Dance allows you to become one will all elements

There’s much that’s left unsaid when we talk. There’s a lot that words fail to communicate, much that is best communicated silently, or perhaps as we’ll soon discover, physically. Dance, as hip hop self-taught dancer and instructor Allan Tumba says, allows you to be one with all elements, to express that which is inexpressible, through body movement. Here’s some visual aid:

Allan combines various styles of dance to create a unique ensemble of acrobatic, pop and hiphop energies, and this strange but wonderful mix always makes for an unforgettable performance. I met up with Allan to discuss his love for dance, his history and to find out more about this pure form of expression that is dance. Here is what came out of our meeting:


When did you start dancing?

I started dancing in 2007, it wasn’t serious at the time. I began to take it seriously in 2009

And how exactly did you begin dancing, do you have any particular influences?

[Laughs] Actually, in my last year of primary school, I used to get bullied, and dance came as a kind of redemption. I wanted to be cool. One of the most popular kids in school was a dancer and I saw that as an instrument

And you fell in love with dance there-after?

Yes, dance became bigger than a hobby later on, it allowed me to express myself fully, I could become one will all elements, I could tap into other dimensions. [Laughs]

How would you define your style of dancing?

It’s like water.. “be water my friend”[quotes Bruce Lee] … I can adapt to any style: tricking, bboying, popping, I aim to express myself as fully as possible. I don’t limit my style.

Do you create your own choreographies?

Yes, and often I watch other dancers and choreographers for inspiration.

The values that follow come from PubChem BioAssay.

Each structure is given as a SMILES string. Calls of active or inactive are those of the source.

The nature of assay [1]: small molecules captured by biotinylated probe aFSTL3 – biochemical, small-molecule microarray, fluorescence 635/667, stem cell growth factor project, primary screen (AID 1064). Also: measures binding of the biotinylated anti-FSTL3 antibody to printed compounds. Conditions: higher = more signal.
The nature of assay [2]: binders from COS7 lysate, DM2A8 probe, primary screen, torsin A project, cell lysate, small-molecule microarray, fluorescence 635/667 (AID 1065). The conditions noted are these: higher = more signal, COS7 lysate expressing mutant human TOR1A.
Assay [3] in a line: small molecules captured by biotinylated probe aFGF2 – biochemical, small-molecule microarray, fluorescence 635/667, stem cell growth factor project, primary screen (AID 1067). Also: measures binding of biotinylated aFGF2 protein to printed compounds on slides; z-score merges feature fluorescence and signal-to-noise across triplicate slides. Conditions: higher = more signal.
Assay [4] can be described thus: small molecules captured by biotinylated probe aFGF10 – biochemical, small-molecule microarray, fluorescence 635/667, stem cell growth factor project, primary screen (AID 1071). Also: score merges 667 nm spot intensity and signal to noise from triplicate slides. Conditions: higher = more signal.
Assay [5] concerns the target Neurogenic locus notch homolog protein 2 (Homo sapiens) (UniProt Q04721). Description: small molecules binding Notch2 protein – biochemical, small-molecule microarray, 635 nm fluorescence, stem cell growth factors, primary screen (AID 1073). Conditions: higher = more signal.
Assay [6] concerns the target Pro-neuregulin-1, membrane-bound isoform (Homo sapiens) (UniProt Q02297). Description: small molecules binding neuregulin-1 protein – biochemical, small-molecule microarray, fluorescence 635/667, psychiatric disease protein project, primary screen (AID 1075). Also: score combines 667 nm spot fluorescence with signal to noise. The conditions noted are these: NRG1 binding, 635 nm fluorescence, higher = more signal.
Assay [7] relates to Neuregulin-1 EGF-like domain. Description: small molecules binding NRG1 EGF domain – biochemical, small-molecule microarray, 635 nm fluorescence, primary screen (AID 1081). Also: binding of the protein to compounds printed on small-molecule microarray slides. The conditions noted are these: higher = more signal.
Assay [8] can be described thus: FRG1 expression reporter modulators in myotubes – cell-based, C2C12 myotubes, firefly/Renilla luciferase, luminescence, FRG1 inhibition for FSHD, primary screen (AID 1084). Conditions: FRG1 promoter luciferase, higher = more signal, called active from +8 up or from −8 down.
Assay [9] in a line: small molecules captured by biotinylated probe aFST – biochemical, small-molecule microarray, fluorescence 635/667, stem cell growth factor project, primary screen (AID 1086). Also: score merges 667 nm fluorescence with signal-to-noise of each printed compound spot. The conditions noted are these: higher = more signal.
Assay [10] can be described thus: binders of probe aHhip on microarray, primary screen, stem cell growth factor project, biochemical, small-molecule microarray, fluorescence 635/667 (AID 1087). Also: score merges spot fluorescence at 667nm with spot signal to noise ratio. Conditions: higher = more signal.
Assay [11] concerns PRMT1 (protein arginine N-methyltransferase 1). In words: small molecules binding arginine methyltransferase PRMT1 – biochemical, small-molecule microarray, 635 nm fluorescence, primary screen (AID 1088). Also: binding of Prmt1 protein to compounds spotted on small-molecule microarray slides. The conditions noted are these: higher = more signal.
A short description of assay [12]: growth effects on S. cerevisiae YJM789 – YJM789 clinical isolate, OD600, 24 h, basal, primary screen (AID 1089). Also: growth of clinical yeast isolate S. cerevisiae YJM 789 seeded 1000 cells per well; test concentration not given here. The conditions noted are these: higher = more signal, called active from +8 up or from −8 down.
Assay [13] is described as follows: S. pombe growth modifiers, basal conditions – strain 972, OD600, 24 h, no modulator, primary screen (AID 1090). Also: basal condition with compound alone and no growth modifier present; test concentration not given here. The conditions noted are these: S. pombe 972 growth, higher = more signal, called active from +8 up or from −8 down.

How often do you train?

5 days a week, 6 hours a day.

That sounds tough man! Thinking of dance as you do, what do you feel is the Rwandan attitude towards dance, hiphop especially?

At some point, dance was considered popular among teenagers especially but they didn’t take it very seriously. So people began not to pay it much attention. There are however few people that do take dance seriously, and so at the moment we, as dancers are in dark times but I believe that because we dance for pleasure, we accomplish our purpose, which is to express ourselves completely!

And in these dark times, as you just mentioned, is it possible to make a living from dancing?

Yes, it is but it takes dedication, it takes hours and hours of practice to perfect your steps and movement. So yes, it’s possible.

In addition to your dance career, you train kids, yes?

Yes I train kids between 5 and 18 years old at Club Rafiki in collaboration with Indigo foundation. The kids I train are able to develop a strong work ethic through dance. In addition to the dancing, I teach them life skills like protecting themselves from HIV, preventing unwanted pregnancies and so on.

Wow, and do you feel that your impact on these kids’ lives is felt?

Yes, I want them to be seen as not just dancers but as educated artists. I’m proud of my work because these kids go into their communities and transfer the life skills they learn at the dance club to their friends and family.

Very Inspiring! And what are your future plans?

I’m currently majoring in Management and so I intend to graduate. [laughs] I also intend to organize dance workshops. And possibly, performances out of the country would be great as well. My biggest aspiration is to start a dance academy here in Rwanda.

That’s actually a great idea! I think Kigali could use a dance academy. And when you’re not dancing, what else do you spend your time doing?

[laughs] Gaming, reading comic books, I consider myself a geek, despite the dancer look which I maintain.

I would have never guessed that! Oh, and before we end, do explain the meaning of your logo and your name ‘black superman’

BlackSuperman is a symbolic word and so is the logo. It’s a reminder to remain strong through dark times.

My meeting with Allan left me feeling inspired, he’s able to balance college with his love for dance and his many aspirations. What I found refreshing the most was how he’s able to use dance as a tool to teach kids important life skills.

Do checkout his social media channels to support his vision!




Mutsinzi writes prose & code. He also hangs out on